- “Why should I choose rigid rail instead of an overhead cable system? – highlights the advantages in selecting rigid rails systems for overhead fall arrest.
- “Fall arrest, fall restraint and prevention” – learn and be able to identify the different types of access and fall protection equipment.
Correct equipment selection is necessary to ensure that workers are operating in safety and the importance of it cannot be underrated.
7. Hierarchy of Control
Design and use of access and fall protection systems is governed by the Hierarchy of Control for Working at Height.
The Hierarchy of Control is a system that is used to minimise or eliminate risks associated with specific tasks or hazards.
With regard to working at height, the ultimate goal is to ensure a fall from height cannot occur. This can be achieved either by eliminating the need to work above the ground or to provide a solid elevated construction from where the work can be performed. If it is not possible to achieve this, the risk of a fall must be minimised through the application of control measures further down the Hierarchy of Control.
More information on the Hierarchy of Control for Working at Height can be found on our FAQS page.
8. Don’t forget SWMS for high risk work
Working at heights is considered high risk and a SWMS is always required to be prepared before any work of this type is carried out.
For more information on SWMS and a template go to our post What is a SWMS?
9. Rescue plans – you can’t afford not to have one
A rescue plan is an essential piece of documentation that must be completed before undertaking any work at heights.
This should detail:
- the type of work being undertaken
- the risks involved
- what actions need to be implemented in the event of an incident or accident occurring.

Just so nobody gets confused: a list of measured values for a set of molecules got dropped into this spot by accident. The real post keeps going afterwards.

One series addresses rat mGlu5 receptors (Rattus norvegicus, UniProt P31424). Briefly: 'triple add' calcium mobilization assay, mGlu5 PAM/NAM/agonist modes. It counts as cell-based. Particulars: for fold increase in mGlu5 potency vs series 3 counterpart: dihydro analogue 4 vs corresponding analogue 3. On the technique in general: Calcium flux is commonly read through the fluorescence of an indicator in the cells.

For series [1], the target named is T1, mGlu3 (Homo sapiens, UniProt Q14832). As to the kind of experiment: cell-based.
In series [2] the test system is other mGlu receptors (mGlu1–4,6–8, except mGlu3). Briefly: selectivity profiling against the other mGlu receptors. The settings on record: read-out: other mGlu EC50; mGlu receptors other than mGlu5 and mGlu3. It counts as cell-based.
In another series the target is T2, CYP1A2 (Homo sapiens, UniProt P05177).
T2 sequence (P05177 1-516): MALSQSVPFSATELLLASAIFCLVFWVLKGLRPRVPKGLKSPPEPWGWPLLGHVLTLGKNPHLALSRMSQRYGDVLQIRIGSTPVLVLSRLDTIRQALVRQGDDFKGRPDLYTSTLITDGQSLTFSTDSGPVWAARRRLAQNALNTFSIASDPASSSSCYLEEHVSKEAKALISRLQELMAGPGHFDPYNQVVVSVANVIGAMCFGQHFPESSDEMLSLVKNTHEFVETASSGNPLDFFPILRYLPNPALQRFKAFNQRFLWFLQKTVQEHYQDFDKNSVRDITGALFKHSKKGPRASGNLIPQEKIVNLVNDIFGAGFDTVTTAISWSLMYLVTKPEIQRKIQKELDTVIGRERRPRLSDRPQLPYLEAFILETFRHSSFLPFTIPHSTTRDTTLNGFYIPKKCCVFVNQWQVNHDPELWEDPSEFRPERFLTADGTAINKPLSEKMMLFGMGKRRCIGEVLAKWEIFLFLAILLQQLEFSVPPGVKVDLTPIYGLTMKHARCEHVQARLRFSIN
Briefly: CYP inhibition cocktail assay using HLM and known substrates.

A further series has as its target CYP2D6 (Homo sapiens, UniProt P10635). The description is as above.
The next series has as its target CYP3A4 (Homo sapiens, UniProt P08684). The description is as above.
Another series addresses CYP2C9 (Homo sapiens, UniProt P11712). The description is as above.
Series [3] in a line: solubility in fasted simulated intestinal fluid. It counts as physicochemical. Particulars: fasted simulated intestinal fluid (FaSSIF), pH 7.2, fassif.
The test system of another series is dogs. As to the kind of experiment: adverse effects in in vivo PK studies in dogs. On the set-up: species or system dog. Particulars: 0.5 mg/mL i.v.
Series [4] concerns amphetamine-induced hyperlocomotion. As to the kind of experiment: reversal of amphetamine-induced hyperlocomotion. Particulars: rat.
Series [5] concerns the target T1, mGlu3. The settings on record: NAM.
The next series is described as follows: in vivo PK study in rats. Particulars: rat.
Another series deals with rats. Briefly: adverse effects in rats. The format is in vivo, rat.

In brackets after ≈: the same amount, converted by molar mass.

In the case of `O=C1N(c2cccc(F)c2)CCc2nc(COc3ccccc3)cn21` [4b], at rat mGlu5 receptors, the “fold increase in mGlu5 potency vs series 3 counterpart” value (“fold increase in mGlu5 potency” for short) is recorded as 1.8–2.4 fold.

Emergency service details should be included, but their attendance should be considered as only a part of the overall rescue plan. Emergency services may take time to arrive at the scene and it is imperative that rescue procedures are commenced as soon as possible to enable the situation to be rectified and to ensure injuries are not exacerbated.
Assessment of the building, on site rescue equipment and available access to the area by rescuers and emergency services are all factors that must be considered and detailed in the plan.
Training of persons who will be conducting the rescue must also be undertaken to ensure that they are skilled in the use of the rescue equipment.
If the person being rescued sustains injuries which result in unconsciousness rescue may be even more difficult and additional procedures must be put in place to cover this contingency.
Persons sustaining a fall while using fall arrest equipment are in significant risk of Suspension Trauma and for this reason it is imperative that they are rescued as soon as possible to lessen the likelihood of this condition occurring.
10. Don’t forget about PPE
PPE or Personal Protective Equipment always needs to be checked before use. This type of equipment can lay dormant for periods of time and there is always the chance that deterioration or damage could have occurred since it was last used.
Correctly fitting and adjusting your harnesses is vital to ensure that they work correctly and effectively arrest a fall should this occur. View our HR000 Harness Gear Operation Manual which gives instructions on the correct method to ensure the right fit. And don’t forget to adjust them from season to season.
Further information and links to industry websites, documents and other invaluable resources can be found on our Industry Information page. You can also visit our FAQS page for help with many industry queries.